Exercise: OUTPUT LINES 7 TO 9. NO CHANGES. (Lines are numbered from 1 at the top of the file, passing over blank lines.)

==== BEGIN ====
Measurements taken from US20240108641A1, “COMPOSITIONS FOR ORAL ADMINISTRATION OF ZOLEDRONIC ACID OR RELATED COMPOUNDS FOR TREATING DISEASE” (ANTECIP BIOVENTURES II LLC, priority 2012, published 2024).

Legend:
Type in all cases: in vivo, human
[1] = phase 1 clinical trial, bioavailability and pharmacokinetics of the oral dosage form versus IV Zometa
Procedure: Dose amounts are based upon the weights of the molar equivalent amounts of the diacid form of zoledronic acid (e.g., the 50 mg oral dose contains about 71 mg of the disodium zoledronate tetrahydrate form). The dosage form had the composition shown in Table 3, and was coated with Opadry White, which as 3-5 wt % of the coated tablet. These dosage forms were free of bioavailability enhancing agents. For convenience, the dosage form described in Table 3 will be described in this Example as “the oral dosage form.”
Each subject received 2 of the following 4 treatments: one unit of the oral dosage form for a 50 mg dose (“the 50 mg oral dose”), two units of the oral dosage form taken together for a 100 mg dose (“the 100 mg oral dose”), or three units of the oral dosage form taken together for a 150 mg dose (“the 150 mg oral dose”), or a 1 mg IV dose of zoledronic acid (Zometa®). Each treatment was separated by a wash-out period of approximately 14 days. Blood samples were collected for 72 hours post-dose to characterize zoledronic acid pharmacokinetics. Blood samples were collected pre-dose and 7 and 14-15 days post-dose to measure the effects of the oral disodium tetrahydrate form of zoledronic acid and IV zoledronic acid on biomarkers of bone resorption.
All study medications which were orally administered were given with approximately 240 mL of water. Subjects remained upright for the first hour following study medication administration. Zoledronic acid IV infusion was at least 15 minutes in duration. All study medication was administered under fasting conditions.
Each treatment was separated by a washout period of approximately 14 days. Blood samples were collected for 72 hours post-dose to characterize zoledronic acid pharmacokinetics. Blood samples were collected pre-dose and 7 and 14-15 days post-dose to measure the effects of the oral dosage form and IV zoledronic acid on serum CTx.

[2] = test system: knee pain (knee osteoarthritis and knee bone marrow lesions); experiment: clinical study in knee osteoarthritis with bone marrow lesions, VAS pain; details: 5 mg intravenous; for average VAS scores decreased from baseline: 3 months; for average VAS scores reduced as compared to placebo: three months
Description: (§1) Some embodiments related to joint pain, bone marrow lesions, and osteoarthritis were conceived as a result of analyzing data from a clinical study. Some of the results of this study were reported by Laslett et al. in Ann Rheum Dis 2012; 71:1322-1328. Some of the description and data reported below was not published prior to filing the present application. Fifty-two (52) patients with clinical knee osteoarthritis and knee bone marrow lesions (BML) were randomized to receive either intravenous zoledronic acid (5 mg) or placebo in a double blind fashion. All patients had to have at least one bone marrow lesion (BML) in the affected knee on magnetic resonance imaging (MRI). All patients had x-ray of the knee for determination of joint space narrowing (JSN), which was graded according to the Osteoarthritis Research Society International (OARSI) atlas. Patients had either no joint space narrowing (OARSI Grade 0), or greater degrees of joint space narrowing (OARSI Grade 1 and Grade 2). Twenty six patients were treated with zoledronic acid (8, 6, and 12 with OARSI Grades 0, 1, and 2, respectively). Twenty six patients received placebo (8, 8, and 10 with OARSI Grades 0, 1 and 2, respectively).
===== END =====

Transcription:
All study medications which were orally administered were given with approximately 240 mL of water. Subjects remained upright for the first hour following study medication administration. Zoledronic acid IV infusion was at least 15 minutes in duration. All study medication was administered under fasting conditions.
Each treatment was separated by a washout period of approximately 14 days. Blood samples were collected for 72 hours post-dose to characterize zoledronic acid pharmacokinetics. Blood samples were collected pre-dose and 7 and 14-15 days post-dose to measure the effects of the oral dosage form and IV zoledronic acid on serum CTx.

[2] = test system: knee pain (knee osteoarthritis and knee bone marrow lesions); experiment: clinical study in knee osteoarthritis with bone marrow lesions, VAS pain; details: 5 mg intravenous; for average VAS scores decreased from baseline: 3 months; for average VAS scores reduced as compared to placebo: three months